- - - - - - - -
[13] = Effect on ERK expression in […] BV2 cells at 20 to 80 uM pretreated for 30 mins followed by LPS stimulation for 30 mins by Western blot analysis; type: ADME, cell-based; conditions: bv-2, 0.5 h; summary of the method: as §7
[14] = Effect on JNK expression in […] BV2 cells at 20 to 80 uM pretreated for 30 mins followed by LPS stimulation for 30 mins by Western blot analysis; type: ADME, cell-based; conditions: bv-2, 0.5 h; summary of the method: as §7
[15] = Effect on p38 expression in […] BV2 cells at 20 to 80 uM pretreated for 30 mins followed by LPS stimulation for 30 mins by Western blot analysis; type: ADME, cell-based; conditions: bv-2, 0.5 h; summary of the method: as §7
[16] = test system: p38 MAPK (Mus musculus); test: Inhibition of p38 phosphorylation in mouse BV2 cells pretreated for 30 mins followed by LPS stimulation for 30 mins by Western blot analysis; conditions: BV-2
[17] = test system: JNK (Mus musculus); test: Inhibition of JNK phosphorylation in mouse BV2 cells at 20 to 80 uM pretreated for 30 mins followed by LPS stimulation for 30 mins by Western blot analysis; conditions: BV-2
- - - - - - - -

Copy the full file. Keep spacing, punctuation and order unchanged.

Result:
[13] = Effect on ERK expression in […] BV2 cells at 20 to 80 uM pretreated for 30 mins followed by LPS stimulation for 30 mins by Western blot analysis; type: ADME, cell-based; conditions: bv-2, 0.5 h; summary of the method: as §7
[14] = Effect on JNK expression in […] BV2 cells at 20 to 80 uM pretreated for 30 mins followed by LPS stimulation for 30 mins by Western blot analysis; type: ADME, cell-based; conditions: bv-2, 0.5 h; summary of the method: as §7
[15] = Effect on p38 expression in […] BV2 cells at 20 to 80 uM pretreated for 30 mins followed by LPS stimulation for 30 mins by Western blot analysis; type: ADME, cell-based; conditions: bv-2, 0.5 h; summary of the method: as §7
[16] = test system: p38 MAPK (Mus musculus); test: Inhibition of p38 phosphorylation in mouse BV2 cells pretreated for 30 mins followed by LPS stimulation for 30 mins by Western blot analysis; conditions: BV-2
[17] = test system: JNK (Mus musculus); test: Inhibition of JNK phosphorylation in mouse BV2 cells at 20 to 80 uM pretreated for 30 mins followed by LPS stimulation for 30 mins by Western blot analysis; conditions: BV-2